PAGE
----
Sept. 11 changed everything — for America and its Muslims.
Thousands were killed in the attack — nearly 500 from Long Island — leaving scores of families and friends with gaping wounds. And for Muslims, who were average Americans a day earlier, public scrutiny bore down like never before.
In the 13 years since the terror attacks, Muslims have lost security clearances at federal posts under the guise of national security; were the target of the infamous NYPD Demographics Unit, which spied on mosques and neighborhood bookstores;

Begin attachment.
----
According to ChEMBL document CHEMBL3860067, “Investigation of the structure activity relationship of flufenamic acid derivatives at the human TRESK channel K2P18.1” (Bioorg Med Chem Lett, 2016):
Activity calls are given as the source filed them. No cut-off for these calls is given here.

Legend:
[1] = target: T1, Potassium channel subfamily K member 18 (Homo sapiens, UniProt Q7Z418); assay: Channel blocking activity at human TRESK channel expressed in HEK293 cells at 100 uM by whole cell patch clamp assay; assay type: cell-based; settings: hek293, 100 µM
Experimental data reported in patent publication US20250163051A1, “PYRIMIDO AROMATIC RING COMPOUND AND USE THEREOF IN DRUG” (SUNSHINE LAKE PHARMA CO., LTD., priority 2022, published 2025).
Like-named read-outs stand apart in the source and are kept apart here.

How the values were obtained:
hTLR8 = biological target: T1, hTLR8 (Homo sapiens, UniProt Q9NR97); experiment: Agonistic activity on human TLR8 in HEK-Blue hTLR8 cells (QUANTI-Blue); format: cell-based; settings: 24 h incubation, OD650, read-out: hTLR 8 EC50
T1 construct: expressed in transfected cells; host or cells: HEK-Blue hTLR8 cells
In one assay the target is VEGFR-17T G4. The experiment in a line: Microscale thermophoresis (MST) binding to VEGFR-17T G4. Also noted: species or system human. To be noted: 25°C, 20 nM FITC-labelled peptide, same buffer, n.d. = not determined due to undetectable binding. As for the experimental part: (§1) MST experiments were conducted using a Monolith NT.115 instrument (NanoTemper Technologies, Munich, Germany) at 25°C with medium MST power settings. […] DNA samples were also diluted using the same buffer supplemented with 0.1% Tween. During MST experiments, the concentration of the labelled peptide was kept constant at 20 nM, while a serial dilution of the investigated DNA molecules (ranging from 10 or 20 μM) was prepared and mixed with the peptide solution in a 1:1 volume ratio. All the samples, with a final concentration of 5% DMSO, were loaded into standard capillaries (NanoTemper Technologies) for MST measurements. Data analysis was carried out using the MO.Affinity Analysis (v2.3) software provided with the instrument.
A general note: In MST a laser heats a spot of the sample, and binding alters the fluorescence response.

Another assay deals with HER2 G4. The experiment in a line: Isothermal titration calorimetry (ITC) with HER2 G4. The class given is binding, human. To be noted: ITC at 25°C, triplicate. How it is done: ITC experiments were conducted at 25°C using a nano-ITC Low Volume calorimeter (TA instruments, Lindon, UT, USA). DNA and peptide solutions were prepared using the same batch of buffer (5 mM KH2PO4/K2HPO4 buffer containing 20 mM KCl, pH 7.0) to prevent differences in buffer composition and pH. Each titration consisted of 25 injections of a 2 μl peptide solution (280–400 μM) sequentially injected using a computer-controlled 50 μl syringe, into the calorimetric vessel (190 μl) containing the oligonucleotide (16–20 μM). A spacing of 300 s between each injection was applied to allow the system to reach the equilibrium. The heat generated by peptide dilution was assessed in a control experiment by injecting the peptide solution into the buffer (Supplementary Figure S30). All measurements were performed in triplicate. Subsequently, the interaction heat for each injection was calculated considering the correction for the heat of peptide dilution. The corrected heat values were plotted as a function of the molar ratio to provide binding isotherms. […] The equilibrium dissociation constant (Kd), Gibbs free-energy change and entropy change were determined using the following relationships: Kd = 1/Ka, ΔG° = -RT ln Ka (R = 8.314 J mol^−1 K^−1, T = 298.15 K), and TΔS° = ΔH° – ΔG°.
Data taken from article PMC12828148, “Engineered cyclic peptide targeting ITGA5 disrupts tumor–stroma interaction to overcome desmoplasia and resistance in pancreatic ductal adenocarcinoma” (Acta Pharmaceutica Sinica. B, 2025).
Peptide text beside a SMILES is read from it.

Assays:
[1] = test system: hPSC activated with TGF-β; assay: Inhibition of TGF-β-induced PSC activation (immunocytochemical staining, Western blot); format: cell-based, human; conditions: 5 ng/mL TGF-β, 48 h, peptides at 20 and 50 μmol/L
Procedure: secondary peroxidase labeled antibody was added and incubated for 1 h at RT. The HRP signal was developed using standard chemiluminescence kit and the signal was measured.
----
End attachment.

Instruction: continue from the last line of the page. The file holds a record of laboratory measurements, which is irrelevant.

were the subject of Rep. Peter King’s unfortunate radicalization hearings;
were the lightning rod for anti-Muslim blogger Pamela Geller, who led the charge against a mosque near Ground Zero;
were a particular whipping boy for comedian Bill Maher’s rants against religion;
But it appears that efforts by Muslims as well as non-Muslims across the country, including many New Yorkers, to fight bigotry are helping to stem the tide. And I’m hopeful that this will continue.
Mayor Bill de Blasio and New York police Commissioner Bill Bratton have shut down the Demographics Unit. It’s a step toward equality and justice, because their decision acknowledges the unit’s civil rights violations and wasteful spending. After years in operation, the unit found zero leads, but created plenty of distrust.
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